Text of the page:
Objective—To determine taurine status in a large
group of Newfoundlands related by environment,
diet, or breeding to a dog with dilated cardiomyopathy
and taurine deficiency.
Animals—19 privately owned Newfoundlands
between 5 months and 11.5 years old that had been
fed commercial dry diets meeting established nutrient
Procedure—Diet histories were obtained, and blood,
plasma, and urine taurine concentrations and plasma
methionine and cysteine concentrations were measured.
In 8 dogs, taurine concentrations were measured before
and after supplementation with methionine for 30 days.
Ophthalmic examinations were performed in 16 dogs;
echocardiography was performed in 6 dogs that were
Results—Plasma taurine concentrations ranged from
3 to 228 nmol/mL. Twelve dogs had concentrations
< 40 nmol/mL and were considered taurine deficient.
For dogs with plasma concentrations < 40 nmol/mL,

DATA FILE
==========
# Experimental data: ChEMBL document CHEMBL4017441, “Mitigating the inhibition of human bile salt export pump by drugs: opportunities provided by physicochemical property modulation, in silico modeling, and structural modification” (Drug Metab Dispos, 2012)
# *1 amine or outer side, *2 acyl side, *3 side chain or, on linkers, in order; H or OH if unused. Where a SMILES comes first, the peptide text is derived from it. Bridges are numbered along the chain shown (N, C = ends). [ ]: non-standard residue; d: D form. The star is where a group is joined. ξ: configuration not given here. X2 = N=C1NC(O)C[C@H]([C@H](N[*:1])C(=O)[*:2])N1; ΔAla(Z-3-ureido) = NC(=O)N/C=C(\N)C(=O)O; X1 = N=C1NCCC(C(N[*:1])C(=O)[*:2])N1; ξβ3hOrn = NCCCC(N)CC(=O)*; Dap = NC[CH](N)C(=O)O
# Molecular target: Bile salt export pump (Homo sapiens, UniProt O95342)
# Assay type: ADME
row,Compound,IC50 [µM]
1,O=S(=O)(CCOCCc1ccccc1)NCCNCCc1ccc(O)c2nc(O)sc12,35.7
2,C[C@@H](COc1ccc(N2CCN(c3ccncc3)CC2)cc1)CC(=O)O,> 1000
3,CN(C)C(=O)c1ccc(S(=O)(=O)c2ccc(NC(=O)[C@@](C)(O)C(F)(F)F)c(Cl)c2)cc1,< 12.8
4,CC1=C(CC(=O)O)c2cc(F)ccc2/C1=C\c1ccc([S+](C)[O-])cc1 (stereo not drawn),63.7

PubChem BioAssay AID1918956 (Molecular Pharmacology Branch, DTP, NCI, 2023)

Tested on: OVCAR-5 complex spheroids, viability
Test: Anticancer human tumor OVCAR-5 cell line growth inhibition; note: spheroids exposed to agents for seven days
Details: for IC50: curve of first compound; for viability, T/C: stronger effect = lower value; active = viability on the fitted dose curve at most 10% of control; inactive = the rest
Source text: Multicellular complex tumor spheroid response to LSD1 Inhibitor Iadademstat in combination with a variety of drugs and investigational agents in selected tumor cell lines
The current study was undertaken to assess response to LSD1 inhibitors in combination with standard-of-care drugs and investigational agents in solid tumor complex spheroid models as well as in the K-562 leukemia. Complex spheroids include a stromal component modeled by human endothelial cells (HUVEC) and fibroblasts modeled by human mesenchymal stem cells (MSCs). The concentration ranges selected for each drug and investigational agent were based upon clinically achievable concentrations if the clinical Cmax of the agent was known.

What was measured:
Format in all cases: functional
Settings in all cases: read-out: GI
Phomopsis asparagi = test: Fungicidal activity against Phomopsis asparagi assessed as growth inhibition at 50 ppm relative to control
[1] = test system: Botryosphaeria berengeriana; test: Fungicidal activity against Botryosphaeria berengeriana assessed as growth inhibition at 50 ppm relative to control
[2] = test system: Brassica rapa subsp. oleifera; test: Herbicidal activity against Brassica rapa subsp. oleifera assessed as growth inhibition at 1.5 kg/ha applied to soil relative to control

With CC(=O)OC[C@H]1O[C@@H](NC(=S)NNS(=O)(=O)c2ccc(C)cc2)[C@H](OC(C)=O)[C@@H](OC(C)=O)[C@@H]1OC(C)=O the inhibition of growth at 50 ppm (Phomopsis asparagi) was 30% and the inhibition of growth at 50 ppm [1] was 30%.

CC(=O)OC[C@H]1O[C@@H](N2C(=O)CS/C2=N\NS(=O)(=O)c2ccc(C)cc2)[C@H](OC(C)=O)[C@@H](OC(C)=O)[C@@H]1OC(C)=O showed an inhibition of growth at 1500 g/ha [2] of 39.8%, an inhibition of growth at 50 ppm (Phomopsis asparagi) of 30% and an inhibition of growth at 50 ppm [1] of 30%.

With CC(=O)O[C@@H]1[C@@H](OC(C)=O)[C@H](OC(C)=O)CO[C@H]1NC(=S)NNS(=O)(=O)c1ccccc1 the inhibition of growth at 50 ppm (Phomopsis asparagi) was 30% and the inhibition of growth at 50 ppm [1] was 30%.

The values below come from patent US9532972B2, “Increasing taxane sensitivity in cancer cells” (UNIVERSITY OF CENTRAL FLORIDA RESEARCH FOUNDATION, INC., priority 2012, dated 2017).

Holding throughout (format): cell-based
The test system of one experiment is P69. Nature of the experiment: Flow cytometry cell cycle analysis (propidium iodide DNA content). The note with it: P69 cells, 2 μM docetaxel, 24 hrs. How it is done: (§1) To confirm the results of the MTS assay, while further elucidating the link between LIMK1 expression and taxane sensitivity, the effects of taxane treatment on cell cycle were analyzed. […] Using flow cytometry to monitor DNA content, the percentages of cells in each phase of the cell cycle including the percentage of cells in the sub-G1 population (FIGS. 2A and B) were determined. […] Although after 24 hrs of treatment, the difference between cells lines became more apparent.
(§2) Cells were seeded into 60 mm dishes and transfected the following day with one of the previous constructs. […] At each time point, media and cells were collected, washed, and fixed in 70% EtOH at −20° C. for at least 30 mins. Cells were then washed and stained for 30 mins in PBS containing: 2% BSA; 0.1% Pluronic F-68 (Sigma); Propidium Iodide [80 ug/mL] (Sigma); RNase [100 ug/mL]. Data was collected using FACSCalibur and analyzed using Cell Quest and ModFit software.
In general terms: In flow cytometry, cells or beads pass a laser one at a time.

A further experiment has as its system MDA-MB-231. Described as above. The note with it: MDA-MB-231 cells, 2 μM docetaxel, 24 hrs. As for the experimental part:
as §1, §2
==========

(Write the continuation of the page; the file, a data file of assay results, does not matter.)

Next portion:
there was a significant linear correlation between
plasma and blood taurine concentrations. For dogs
with plasma concentrations > 40 nmol/mL, blood taurine
concentrations did not vary substantially. Taurine-deficient
dogs had been fed lamb meal and rice diets.
Retinal degeneration, dilated cardiomyopathy, and
cystinuria were not found in any dog examined for
these conditions. The taurine deficiency was reversed
by a change in diet or methionine supplementation.
Conclusions and Clinical Relevance—Results indicate
a high prevalence of taurine deficiency among an
environmentally and genetically related cohort of
Newfoundlands fed apparently complete and balanced
diets. Blood taurine concentrations indicative of taurine
deficiency in Newfoundlands may be substantially
less than concentrations indicative of a deficiency in
cats. (J Am Vet Med Assoc 2003;223:1130–1136)